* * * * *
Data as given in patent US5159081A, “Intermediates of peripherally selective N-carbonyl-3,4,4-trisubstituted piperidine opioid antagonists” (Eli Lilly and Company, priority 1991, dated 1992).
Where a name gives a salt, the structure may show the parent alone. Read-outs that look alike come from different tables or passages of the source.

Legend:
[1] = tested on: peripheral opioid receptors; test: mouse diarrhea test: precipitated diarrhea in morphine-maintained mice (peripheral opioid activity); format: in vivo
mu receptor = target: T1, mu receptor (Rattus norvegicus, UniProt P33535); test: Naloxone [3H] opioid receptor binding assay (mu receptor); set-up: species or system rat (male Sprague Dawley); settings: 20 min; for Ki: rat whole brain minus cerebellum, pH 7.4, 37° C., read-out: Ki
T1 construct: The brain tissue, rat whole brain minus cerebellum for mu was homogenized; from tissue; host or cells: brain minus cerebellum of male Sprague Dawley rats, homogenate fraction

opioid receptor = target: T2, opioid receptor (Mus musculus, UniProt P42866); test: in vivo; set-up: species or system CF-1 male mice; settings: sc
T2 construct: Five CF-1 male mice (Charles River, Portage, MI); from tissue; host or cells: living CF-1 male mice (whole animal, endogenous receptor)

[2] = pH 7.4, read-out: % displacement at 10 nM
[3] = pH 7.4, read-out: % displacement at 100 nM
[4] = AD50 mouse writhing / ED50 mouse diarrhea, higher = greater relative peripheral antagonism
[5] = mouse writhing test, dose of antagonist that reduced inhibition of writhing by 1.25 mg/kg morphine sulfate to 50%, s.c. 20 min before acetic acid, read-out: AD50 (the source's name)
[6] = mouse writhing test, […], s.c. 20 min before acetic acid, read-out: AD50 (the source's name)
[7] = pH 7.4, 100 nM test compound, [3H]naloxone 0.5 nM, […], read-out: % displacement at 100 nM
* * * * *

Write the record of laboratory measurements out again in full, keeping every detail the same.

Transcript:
Data as given in patent US5159081A, “Intermediates of peripherally selective N-carbonyl-3,4,4-trisubstituted piperidine opioid antagonists” (Eli Lilly and Company, priority 1991, dated 1992).
Where a name gives a salt, the structure may show the parent alone. Read-outs that look alike come from different tables or passages of the source.

Legend:
[1] = tested on: peripheral opioid receptors; test: mouse diarrhea test: precipitated diarrhea in morphine-maintained mice (peripheral opioid activity); format: in vivo
mu receptor = target: T1, mu receptor (Rattus norvegicus, UniProt P33535); test: Naloxone [3H] opioid receptor binding assay (mu receptor); set-up: species or system rat (male Sprague Dawley); settings: 20 min; for Ki: rat whole brain minus cerebellum, pH 7.4, 37° C., read-out: Ki
T1 construct: The brain tissue, rat whole brain minus cerebellum for mu was homogenized; from tissue; host or cells: brain minus cerebellum of male Sprague Dawley rats, homogenate fraction

opioid receptor = target: T2, opioid receptor (Mus musculus, UniProt P42866); test: in vivo; set-up: species or system CF-1 male mice; settings: sc
T2 construct: Five CF-1 male mice (Charles River, Portage, MI); from tissue; host or cells: living CF-1 male mice (whole animal, endogenous receptor)

[2] = pH 7.4, read-out: % displacement at 10 nM
[3] = pH 7.4, read-out: % displacement at 100 nM
[4] = AD50 mouse writhing / ED50 mouse diarrhea, higher = greater relative peripheral antagonism
[5] = mouse writhing test, dose of antagonist that reduced inhibition of writhing by 1.25 mg/kg morphine sulfate to 50%, s.c. 20 min before acetic acid, read-out: AD50 (the source's name)
[6] = mouse writhing test, […], s.c. 20 min before acetic acid, read-out: AD50 (the source's name)
[7] = pH 7.4, 100 nM test compound, [3H]naloxone 0.5 nM, […], read-out: % displacement at 100 nM